French Jews worried by win of rightist National Front Party

PARIS — French Jewish leaders are warning that the right-wing National Front Party is "endangering the foundations of the republic."

The warning came after the party won control of the southern French town of Vitrolles.

Catherine Megret, 37, beat Socialist incumbent Jean-Jacques Anglade by 52.5 percent to 47.5 percent in Sunday's mayoral runoff contest.

Megret's victory came as a shock to the political establishment, which had called for a general mobilization against the extreme-right, anti-immigrant party.

National Front leader Jean-Marie Le Pen, who has made anti-Semitic remarks in the past, won 15 percent of the vote in the 1995 presidential elections.

The CRIF, France's umbrella group for secular Jewish organizations, called on "all of our country's democrats to bar the way to Le Pen and his party."

CRIF warned that France was being "contaminated by the National Front's neo-Petainist ideas." Philippe Petain was head of France's wartime Vichy regime, which collaborated with the Nazis.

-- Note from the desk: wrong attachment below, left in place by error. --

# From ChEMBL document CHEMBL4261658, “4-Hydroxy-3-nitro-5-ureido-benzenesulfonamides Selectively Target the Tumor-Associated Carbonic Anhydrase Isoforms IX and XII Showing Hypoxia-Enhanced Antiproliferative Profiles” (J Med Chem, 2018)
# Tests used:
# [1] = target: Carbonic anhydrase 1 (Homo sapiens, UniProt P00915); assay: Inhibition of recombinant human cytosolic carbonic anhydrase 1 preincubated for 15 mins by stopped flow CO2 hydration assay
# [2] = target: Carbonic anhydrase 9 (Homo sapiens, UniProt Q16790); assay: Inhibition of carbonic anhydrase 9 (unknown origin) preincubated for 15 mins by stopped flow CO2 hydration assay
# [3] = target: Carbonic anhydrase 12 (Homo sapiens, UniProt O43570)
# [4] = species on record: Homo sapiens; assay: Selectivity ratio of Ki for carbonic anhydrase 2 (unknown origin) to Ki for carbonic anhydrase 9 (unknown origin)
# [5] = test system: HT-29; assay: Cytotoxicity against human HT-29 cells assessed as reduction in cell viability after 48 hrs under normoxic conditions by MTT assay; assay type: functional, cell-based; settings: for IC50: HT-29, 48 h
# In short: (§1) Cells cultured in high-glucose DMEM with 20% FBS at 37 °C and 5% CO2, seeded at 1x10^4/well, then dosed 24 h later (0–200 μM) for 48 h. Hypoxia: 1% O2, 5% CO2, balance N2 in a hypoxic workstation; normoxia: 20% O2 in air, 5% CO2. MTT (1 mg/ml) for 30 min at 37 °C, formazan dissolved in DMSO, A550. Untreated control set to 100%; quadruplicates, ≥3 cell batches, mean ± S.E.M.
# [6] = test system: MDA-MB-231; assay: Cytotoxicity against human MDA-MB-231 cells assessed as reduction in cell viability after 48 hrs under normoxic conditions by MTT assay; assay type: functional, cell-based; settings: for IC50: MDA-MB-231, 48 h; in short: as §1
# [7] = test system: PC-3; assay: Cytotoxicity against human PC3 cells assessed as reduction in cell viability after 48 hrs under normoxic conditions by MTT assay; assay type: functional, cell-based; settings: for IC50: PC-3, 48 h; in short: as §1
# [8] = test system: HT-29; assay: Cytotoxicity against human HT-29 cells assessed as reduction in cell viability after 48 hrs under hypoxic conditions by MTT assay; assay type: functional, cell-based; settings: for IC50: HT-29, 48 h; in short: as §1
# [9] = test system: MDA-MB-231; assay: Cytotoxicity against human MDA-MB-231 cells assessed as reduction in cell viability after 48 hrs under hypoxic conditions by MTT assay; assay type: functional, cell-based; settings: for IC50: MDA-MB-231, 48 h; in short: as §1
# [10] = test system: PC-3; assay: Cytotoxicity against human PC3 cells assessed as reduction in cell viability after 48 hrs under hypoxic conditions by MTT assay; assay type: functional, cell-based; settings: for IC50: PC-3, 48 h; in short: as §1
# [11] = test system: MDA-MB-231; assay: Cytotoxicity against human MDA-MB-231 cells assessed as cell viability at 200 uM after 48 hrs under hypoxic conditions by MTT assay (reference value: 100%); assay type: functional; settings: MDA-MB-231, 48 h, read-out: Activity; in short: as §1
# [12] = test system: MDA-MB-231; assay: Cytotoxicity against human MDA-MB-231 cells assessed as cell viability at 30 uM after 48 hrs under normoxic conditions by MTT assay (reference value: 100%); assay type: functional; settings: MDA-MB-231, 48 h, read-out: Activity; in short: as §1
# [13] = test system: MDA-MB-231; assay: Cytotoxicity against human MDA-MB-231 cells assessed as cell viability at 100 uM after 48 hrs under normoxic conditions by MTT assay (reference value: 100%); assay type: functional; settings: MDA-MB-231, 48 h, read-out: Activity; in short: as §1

Riots broke out outside the town hall shortly after the election results became official, and police intervened, using tear gas to disperse the protesters.

Pierre Aidenbaum, president of the League Against Racism and Anti-Semitism, said France "is the only country in Europe where big cities are run by a neofascist party that recalls the darkest years of our history."

The Front, which advocates sending home France's 3 million mostly North African immigrants and reserving jobs and welfare benefits for French nationals, won control of three other southern cities in 1995: Orange, Marignan and Toulon.